Congratulations to those who had found it, it is indeed with the brewery of La Rulles that we sealed a partnership.
The brewery of La Rulles, named after the river that runs through the village of Rulles, has been part of the Gaumais landscape for about twenty years. At that time, Grégory Verhelst embarked on the brewing adventure, infusing it with all the passion of a craftsman who dreams of producing a quality product that can be recognized by his peers.
Grégory is a charismatic character who is firmly rooted in his vision of artisanal production that he defends with fervor.
His definition of craftsmanship is to produce by letting himself be guided by his desires without having to respond to the demands of investors, partners or shareholders. It is a total freedom of expression through the creation of its product. It also means distributing his production close to his region, while remaining mainly regional.
From the beginning, Grégory stands out by his deep desire to handle, to work almost to embrace his beer. To meet this desire to get in touch with the living matter that is beer, he turns to a process that was used in the 80s, yes yes the festive years of disco and new wave, which is however already almost completely abandoned by all breweries in the 2000s. It is composed of two main steps, the brewing and the fermentation. It is in this second part, the fermentation, that the process differs radically from the others. And for good reason, the brew is stored in open tanks that can be compared to large bathtubs, while all the breweries of the time already carry out this stage in closed cylindrical tanks.
What thrills Grégory in this process is the range of possible aromatic profiles, the conduct of the fermentation both through empirical methods but also through his feeling, following the evolution of the product mainly through his senses. Some colleagues are astonished or surprised and sometimes even incredulous when Grégory tells them about the fermentation process used for La Rulles.
Of course, Grégory explains, this process requires a great deal of presence and requires more monitoring and handling. The monitoring of the fermentation would be much less restrictive if it were done in closed tanks with an automated installation, equipped with probes and sensors on all sides. Fermentation could then be monitored and directed by an operator behind a PC or even a smartphone. The result would be a bland and monotonous process without any excitement for the brewer and a total loss of contact with the living matter in favor of technological control.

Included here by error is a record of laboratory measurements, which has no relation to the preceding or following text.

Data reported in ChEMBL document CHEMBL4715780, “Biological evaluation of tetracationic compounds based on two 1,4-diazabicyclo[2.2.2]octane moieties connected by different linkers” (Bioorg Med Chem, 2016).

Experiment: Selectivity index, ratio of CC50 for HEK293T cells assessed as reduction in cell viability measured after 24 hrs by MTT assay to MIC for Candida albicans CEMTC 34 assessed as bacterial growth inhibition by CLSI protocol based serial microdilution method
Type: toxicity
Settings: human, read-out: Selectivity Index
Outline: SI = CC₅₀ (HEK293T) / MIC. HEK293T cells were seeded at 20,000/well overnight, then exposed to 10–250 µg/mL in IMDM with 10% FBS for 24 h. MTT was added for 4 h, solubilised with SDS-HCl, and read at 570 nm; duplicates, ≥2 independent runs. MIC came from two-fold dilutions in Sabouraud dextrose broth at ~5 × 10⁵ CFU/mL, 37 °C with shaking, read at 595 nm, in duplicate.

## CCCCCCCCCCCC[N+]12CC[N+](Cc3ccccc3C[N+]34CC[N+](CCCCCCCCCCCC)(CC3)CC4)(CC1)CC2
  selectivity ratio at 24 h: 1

If Gregory is attracted by the contact with the material, he is just as much attracted by the social weaving that can sublimate a bottle of beer shared between friends around a table. As he likes to say: “A beer is not a product that can be enjoyed alone in a sanitized environment and then post comments and reviews on social networks and be satisfied with likes”. This is why La Rulles is sold mainly in large bottles, at a reasonable price because it must remain a popular product that participates in the conviviality of human relations in the broadest sense, probably a small festive remnant of the 80s. It is well the spirit which is conveyed through the character of Marcel that one finds on the label of the bottles of La Rulles. Marcel is this buddy who will take out a bottle of beer to seal a moment of sharing and exchange. It is this Marcel who will accompany us throughout our journey through Africa. Marcel will be the mascot illustrating our desire to share and exchange with the people we meet along our journey.
What decided Gregory to support us, it is neither the motorcycle, nor the humanitarian action but this social relationship between two friends who finally leave for the adventure with the desire to meet, discover and share.
When you taste a beer of La Rulles it is this spirit that you consume.
All is said and done, cheers to Grégory!